Dogtown, would have a fairly original take on the story. Initially it
seems as though it might go that
way. The film opens with very
dark imagery, and goes on to paint
Mary as a young, playful, popular
girl. The film, however, adds up to
a paint-by-numbers telling of the
"history-defining birth of Jesus."
The embellishments added by
Hardwicke are limited to pasted-
on moments in which the audience is meant to fear for Mary's
safety (and that of the baby Jesus.)
The problem is that everyone
knows how the story ends, so
these moments seem pointless.
It might also seem fair to expect
that when telling a story that is so
well-known, a writer might use a little
bit of subtlety. Instead of letting the
audience see that Mary is a little
frightened to be the one chosen to
bear the saviour of her people, or that
she is a woman of faith, the film
insists on telling us multiple times
through expositional dialogue and
voice-overs.
All in all, the Nativity Story is a
nice telling of the Christmas story,
and it certainly won't offend anyone.
Unfortunately, it's also unlikely to
inspire anyone. @
Spain's immigration history makes for Hard Times
HARD TIMES
at the European Union Film Festival
Pacific Cinematheque
until December 7
by Henrique Barbone
CULTURE WRITER
Amidst a class of eager working students, 14-year-old Gonzalo looks forlornly out the window as his perplexed teacher collects his untouched
test paper. On his return home,
Gonzalo shuts himself in his room
and refuses to leave, foreshadowing
the beginning of hard times. What
drives Gonzalo into this hermit-like
seclusion?
Manuel Martin Cuenca's multi-
faceted second film follows a complex and intertwining story line,
which tries to address the problems
that Spain is facing with its short history of immigration while simultaneously examining our responsibilities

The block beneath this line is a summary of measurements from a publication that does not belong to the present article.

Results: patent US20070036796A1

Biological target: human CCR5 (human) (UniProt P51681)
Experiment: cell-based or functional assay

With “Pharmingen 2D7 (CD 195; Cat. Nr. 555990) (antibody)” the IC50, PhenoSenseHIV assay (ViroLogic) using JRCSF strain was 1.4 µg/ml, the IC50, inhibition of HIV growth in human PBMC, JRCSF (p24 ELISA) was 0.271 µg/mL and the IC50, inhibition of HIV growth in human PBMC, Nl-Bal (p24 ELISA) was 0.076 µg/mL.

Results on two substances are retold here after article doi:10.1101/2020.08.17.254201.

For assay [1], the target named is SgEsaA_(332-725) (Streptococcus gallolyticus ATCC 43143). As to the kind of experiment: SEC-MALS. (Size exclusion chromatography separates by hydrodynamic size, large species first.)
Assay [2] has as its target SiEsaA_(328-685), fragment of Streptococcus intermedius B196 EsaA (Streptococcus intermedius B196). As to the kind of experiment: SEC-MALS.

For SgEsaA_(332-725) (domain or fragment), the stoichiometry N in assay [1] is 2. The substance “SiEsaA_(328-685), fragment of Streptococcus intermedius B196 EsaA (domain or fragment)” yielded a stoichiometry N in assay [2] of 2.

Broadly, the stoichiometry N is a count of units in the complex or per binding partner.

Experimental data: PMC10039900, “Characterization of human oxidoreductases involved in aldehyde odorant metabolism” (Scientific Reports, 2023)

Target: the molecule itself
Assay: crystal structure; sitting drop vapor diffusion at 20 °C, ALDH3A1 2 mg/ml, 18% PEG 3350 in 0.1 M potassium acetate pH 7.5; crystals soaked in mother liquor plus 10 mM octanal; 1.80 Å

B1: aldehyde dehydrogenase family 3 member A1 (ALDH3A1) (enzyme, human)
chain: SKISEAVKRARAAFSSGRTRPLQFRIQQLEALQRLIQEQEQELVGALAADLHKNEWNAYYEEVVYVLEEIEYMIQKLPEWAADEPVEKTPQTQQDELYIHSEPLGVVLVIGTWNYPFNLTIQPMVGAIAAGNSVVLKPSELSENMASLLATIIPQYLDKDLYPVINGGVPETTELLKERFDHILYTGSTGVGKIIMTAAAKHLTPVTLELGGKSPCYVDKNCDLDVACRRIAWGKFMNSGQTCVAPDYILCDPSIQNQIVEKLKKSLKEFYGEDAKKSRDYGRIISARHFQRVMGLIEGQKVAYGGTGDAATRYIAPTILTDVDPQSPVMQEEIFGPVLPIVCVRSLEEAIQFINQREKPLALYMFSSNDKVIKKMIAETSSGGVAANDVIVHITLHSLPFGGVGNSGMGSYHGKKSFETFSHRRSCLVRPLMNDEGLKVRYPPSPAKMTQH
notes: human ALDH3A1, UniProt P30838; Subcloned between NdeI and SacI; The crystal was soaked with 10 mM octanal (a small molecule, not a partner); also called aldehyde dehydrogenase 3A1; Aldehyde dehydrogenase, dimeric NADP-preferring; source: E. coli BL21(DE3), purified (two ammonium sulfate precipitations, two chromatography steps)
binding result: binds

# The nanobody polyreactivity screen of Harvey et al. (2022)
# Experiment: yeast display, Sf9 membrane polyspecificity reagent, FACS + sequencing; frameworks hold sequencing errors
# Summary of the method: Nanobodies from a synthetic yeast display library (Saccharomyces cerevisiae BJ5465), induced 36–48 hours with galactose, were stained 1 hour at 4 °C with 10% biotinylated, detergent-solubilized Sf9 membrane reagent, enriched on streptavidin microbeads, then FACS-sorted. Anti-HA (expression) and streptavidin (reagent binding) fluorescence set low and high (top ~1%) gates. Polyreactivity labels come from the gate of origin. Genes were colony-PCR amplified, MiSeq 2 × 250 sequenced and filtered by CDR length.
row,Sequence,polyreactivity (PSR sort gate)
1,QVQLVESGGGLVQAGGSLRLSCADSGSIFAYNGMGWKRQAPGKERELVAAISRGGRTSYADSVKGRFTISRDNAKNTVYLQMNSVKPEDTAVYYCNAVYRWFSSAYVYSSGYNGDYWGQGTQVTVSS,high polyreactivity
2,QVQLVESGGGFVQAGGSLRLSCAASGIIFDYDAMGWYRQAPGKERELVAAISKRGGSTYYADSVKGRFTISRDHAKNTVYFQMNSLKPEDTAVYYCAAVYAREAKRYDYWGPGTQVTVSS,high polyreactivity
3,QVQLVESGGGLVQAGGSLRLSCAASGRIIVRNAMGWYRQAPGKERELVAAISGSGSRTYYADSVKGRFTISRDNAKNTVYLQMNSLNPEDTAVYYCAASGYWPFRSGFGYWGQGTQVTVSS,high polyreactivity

for those around us. It follows the
lives of multiple characters living in
Madrid as they all interact in some
way as the story unfolds. Ana is
Gonzalo's single mother who works
at an immigration office. Carlos is a
Cuban refugee and former airplane
pilot, who works with contraband.
He has an affair with Laura, a former
singer, who is married to a bourgeois Cuban emigre, to whom he
renders services. Mikel is a former
world-class chess player, who has
just left prison and is trying to find
his bearings in the frenetic life of
Madrid. All of these lives intertwine
and through a series of tragedies sow
hope and newfound vision into the
lives of the main protagonists.
Reflecting the way in which characters are embroiled in their daily
routines and relationships, the
action shifts amongst different characters rather incongruently in the
film's first part. We are exposed to
the absurdity of bureaucracy, as Ana
is obliged to repeat the words "be
patient" to restless, alienated immigrants, who expect to have their families rejoin them. Carlos, weary of
his life as a smuggler, dreams of
going to the United States to follow
his dream of becoming a pilot. He is
not allowed to do so, as he is refused
a work permit by unjust laws. All the
while, Gonzalo makes periodical
appearances in his hermitage with
his newfound passion for chess,
which is brought about after the
serendipitous meeting between Ana
and Mikel, the latter of whom hires
him as a chess teacher and mentor
for Gonzalo. These appearances
slow the story's pace, and help the
audience and characters to take a
step back to stop and enquire about
the world around us.
Hard Times works well as a
whole. However, one may get the
impression that Cuenca is trying to
bring up too many themes for just
one film. Is Hard Times a film about
immigration and the multicultural
situation in Spain, about our consciousness and the necessity of reconciliation and second opportunities? Or is it about the importance of
taking a step back in order to transcend modern society's callous
automatism? The answer is that it
incorporates a little of each theme.